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New fire safety norms for Sharjah buildings

Panel comprising municipality and planning section officials to ensure all buildings are secure

03 Gulf News

Sharjah: Sharjah Civil Defence Department on Tuesday announced they are joining forces, in a committee, with Sharjah Municipality and Sharjah Planning Department to ensure buildings across the emirate are fire safe.

A survey will be carried out of existing residential towers to assess materials used while new buildings set for construction will have to meet new procedures on the chosen materials.

It was also announced that in Sharjah, the use of glass façades will be limited for new buildings that are constructed.

Experts warned, at a Civil Defence press conference in Sharjah Tuesday, that a glass facade can be a fire hazard, helping in the spread of fire and causing more harm than in conventional buildings due to a lack of adequate ventilation.

Brigadier Abdullah Al Suwaidi, Director General of Sharjah Civil Defence Department, said: “The new criteria will be applied to new buildings. The committee will study existing buildings to make an assessment on how best to provide them with fire-safe materials and safety in general.”

Civil Defence have studied recent cases where fires have gutted residential towers and caused fatalities.

Yesterday, officials from Sharjah Civil Defence, representatives from Specified Technologies, Inc (STI) and International FireStop Council (IFC) gathered to discuss recommended materials to be used in buildings to enhance their safety.

The two companies are considered industry leaders in developing firestop products that help stop the spread of fire, smoke, and toxic fumes.

The importance of ensuring efffective firestopping was highlighted,

Firestopping was described as the use of materials which prevent the spread of flames or hot gases through penetrations in fire-rated walls, ceilings or floors.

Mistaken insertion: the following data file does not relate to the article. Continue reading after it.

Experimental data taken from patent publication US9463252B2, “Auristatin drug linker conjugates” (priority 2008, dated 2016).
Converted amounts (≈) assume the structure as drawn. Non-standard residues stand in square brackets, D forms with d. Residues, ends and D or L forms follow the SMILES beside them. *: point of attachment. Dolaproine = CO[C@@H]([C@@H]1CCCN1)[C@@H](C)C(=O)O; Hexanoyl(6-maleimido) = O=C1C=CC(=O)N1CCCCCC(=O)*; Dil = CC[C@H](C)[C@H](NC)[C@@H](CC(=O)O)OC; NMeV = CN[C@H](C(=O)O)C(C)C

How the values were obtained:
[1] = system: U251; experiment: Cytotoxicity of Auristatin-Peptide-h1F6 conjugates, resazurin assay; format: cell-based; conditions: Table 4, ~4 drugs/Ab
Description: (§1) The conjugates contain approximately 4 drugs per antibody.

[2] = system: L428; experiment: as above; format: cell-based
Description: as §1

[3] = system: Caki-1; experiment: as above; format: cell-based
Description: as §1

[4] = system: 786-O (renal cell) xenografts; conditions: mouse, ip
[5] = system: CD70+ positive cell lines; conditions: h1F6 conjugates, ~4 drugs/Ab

Often holes were made for items such as pipes, ducts, conduits or cables - firestop products such as silicone sheets or cement mixtures aim to seal such gaps, creating fireproof surfaces.

A representatives from IFC said: “Building fires can turn even the smallest crack around a plumbing drain or the gap between slab and wall into a conduit for flames or deadly gases. Any in-service penetration of a fire-resistive wall or floor assembly compromises its ability to function as a passive fire barrier.

“In recent years, the greater awareness of the importance of firestopping and its life-safety value has been reflected in more detailed state, country, local and regional model buildings codes and in the availability of new firestop products.”

Brigadier Al Suwaidi has also invited designers, architects, engineers and other construction professionals to submit proposals on how to reduce tower fires - which he said have increased recently in Sharjah.

He added: “Throughout the country, federal, state and local government units have adopted various rules which specify minimum requirements as applied to building construction.

“Some adopt a uniform statewide building code, while others delegate code adoption to counties and municipalities within the state.

“Building professionals should remember to consult the local or model building codes applicable to the area of the project, to investigate, and to use common safety sense in assessing the building codes, local customs, and industry standards prior to undertaking any project.” 




Latest Comment

outside emergency exit is important for those existing tall buildings. that can at least reduce human casualities.


7 November 2012 14:56jump to comments